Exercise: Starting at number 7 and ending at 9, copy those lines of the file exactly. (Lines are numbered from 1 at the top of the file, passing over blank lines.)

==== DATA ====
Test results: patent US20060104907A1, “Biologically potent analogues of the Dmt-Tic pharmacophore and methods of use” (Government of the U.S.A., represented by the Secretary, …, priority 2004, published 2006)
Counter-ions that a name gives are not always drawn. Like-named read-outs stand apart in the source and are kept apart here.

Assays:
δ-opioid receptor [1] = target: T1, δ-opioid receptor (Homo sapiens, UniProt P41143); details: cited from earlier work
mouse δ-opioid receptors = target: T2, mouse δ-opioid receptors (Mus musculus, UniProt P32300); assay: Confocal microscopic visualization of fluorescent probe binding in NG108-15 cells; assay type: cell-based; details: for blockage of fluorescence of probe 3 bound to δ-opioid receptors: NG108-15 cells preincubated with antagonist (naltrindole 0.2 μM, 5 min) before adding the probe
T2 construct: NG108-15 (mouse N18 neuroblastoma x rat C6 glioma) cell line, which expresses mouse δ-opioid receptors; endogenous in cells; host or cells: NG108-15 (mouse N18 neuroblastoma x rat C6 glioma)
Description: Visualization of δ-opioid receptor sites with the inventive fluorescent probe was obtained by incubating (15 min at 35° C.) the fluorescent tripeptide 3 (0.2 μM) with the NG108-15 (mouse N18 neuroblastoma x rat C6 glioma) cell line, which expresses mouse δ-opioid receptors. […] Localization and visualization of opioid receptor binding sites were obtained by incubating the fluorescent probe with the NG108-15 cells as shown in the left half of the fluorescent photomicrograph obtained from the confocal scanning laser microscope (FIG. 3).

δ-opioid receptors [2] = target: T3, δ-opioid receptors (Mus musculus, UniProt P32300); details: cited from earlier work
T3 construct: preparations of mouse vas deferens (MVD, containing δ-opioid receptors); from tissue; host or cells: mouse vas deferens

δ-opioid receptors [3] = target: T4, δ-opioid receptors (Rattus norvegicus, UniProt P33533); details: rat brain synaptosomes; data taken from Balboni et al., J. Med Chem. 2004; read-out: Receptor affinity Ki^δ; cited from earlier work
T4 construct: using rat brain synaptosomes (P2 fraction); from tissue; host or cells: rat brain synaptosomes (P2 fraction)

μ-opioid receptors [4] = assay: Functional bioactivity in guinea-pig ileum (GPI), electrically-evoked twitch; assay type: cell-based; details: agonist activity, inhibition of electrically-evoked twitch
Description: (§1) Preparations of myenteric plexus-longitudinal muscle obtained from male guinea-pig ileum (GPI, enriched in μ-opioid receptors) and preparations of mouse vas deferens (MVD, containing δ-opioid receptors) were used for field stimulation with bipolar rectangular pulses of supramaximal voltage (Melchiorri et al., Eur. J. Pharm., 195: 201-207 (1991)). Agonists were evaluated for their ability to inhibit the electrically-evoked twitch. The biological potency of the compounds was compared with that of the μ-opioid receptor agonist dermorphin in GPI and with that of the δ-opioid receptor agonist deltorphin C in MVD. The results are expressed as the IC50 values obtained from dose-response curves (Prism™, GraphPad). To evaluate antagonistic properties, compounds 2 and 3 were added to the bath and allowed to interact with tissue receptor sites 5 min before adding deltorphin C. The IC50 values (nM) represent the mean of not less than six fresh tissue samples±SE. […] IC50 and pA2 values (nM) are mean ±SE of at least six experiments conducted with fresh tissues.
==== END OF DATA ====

Description: Visualization of δ-opioid receptor sites with the inventive fluorescent probe was obtained by incubating (15 min at 35° C.) the fluorescent tripeptide 3 (0.2 μM) with the NG108-15 (mouse N18 neuroblastoma x rat C6 glioma) cell line, which expresses mouse δ-opioid receptors. […] Localization and visualization of opioid receptor binding sites were obtained by incubating the fluorescent probe with the NG108-15 cells as shown in the left half of the fluorescent photomicrograph obtained from the confocal scanning laser microscope (FIG. 3).

δ-opioid receptors [2] = target: T3, δ-opioid receptors (Mus musculus, UniProt P32300); details: cited from earlier work
T3 construct: preparations of mouse vas deferens (MVD, containing δ-opioid receptors); from tissue; host or cells: mouse vas deferens